In his extraordinary autobiographical novel Bread For The Departed, Bogdan Wojdowski tells the agonizing story of the Warsaw Ghetto seen through the eyes of David Fremde.

breadLike the hero of his novel, Wojdowski survived life in the Ghetto from November 1940 through the deportation of almost its entire population (350,000 men, women and children) to the death camp at Treblinka in the summer of 1942. In meticulous and painful detail, Wojdowski paints a horrifying picture of the intolerable conditions in which the Jewish population was forced to live, crammed into the tiny space allotted to them behind the Ghetto walls.

But, Wojdowski’s story is much more than the story of the Ghetto or of the adventures of a twelve-year-old boy living through the horror of Nazi occupation. Bread For The Departed is really the story of lost faith; it is the story of a universe that is flattened out into a meaningless, incomprehensible story of pain and suffering.

David was born into a multi-layered universe of mystery and beauty. In his pre-adolescent years, he inhabited a world of magical stories populated by heroes of faith who trusted in God and were rescued from harm by the benevolent hand of Divine Providence.

Half-way through the novel, in the face of the cruel fate inflicted upon God’s “Chosen People” by Nazi terror, David’s peaceful trust in a Benign Power concerned for his well-being, is in tatters. David sits at the kitchen table in his family’s Ghetto tenement listening to a conversation between his parents and Professor Baum.

It is important never to minimize the tremendous challenge that confronts any person who chooses faith in the face of the horrifying evidence of so much of history and so much of human experience.

To stare unflinchingly at the reality of so much of the human condition, and yet hold in our hearts a vision of transcendent beauty and truth, is no small feat. To behold the violence and inhumanity of so much human behaviour and yet hold a conviction in a truth that is greater than terror and a love that is stronger than death, is perhaps the most challenging human calling. To read the agonizing stories of betrayal and injustice that populate so much of literature, while holding to the possibility of another narrative, is a truly noble human endeavour. To stand on the edge of the abyss and peer over into the darkness, yet affirm the presence of Light, takes profound strength and true commitment.

Ironically, there is something so beautiful and moving in Wojdowski’s description of David’s response to the conversation between his parents and professor Baum, that the reader’s heart is touched at this very point of despair, by the possibility that it  may indeed remain possible to affirm the ancient narrative of an enchanted universe.

Wojdowski describes a simple gesture David witnesses during the adult conversation. He then articulates David’s final loss of faith in the old stories and the ancient worldview, even though the misty trail of faith continues to leave a trace in David’s heart:

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Professor Baum slid his hand over the table as if he were erasing a dirty and no longer needed chart that had been traced on it.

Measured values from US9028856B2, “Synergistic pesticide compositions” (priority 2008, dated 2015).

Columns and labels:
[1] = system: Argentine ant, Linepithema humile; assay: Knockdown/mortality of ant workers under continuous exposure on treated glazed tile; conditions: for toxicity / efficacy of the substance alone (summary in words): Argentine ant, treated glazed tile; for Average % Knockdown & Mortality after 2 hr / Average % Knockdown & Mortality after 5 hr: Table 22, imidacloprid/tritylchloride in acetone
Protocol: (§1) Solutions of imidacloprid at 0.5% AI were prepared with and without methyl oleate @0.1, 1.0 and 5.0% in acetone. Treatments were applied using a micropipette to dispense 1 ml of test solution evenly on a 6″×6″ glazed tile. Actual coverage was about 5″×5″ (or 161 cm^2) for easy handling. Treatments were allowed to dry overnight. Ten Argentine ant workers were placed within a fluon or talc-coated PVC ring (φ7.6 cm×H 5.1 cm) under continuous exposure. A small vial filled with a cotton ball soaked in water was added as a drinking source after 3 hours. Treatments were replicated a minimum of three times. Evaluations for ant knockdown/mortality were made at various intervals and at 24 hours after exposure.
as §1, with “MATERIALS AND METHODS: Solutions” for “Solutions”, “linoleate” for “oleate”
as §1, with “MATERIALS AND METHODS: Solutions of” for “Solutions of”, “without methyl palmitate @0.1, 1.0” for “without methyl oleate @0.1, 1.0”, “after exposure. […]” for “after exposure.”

One motion, one glance – and the eternal world collapsed, but its fragments circled outside the window in distant space, whirled among the stars like astral admonitions, like moldy signs of the zodiac, like myths that had returned to their original locations.

Noah will not save the species, the Flood will happen not just once but many times, and the distant mammoth will bypass the Ark. Poor mammoth, it is going to freeze in the ice of Siberia!

The ladder on which Jacob climbs to the clouds leads nowhere, the ladder is missing a final rung, the dream has no end, and Jacob’s hands are growing weak.

Blind Moses, minus his stick, dies of thirst and the shattered tables turn to sand, the sand of the desert.

Jonah doesn’t reach Nineveh in time. The fish loses its way among the waters and dies, and its great body breaks apart on dry land.

Esther sobs eternally in the garden of the king and does not save her people.

The wine glass is empty and when Elijah the Prophet comes to our street he will gather scattered bones.

The Bible collapsed into the ruins; all of Grandfather’s teachings became barren. David’s ears burned, his eyes were glittering, feverish, and his thoughts caused him to break out in a sweat. In all that upheaval he yearned for the illusions he had long since abandoned.

A part of his being was sinking into nothingness and clung to his memories with its last bit of strength, crying for help, but he felt no faith, only a shapeless longing. So there is nothing anymore, nothing definite, nothing lasting? Professor Baum said no. And gave examples.

(Wojdowski, Bogdan trans. Madeline G. Levine. Evanston, Illinois: Northwestern University Press, 1997, orig. pub. in Polish 1971, pp. 199, 200)

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Tragically, it seems that it was impossible for Bogdan Wojdowski to hold the counter-narrative of faith, in the face of the horror he had known in the Warsaw Ghetto. Unable to live in the empty universe his fictional creation experienced, Wojdowski committed suicide at the age of 64 on 21 April 1994 in Warsaw, Poland.

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